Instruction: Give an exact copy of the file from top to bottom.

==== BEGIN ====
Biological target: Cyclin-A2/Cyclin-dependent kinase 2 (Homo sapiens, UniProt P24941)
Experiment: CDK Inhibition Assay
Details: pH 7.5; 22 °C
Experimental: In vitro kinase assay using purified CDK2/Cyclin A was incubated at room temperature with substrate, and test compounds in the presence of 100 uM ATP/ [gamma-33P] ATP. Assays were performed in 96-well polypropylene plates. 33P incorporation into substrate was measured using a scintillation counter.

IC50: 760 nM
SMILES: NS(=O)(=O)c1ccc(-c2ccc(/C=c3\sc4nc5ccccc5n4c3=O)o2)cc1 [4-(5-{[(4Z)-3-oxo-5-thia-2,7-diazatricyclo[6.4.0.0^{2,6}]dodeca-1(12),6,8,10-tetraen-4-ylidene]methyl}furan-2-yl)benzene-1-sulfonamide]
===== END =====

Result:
Biological target: Cyclin-A2/Cyclin-dependent kinase 2 (Homo sapiens, UniProt P24941)
Experiment: CDK Inhibition Assay
Details: pH 7.5; 22 °C
Experimental: In vitro kinase assay using purified CDK2/Cyclin A was incubated at room temperature with substrate, and test compounds in the presence of 100 uM ATP/ [gamma-33P] ATP. Assays were performed in 96-well polypropylene plates. 33P incorporation into substrate was measured using a scintillation counter.

IC50: 760 nM
SMILES: NS(=O)(=O)c1ccc(-c2ccc(/C=c3\sc4nc5ccccc5n4c3=O)o2)cc1 [4-(5-{[(4Z)-3-oxo-5-thia-2,7-diazatricyclo[6.4.0.0^{2,6}]dodeca-1(12),6,8,10-tetraen-4-ylidene]methyl}furan-2-yl)benzene-1-sulfonamide]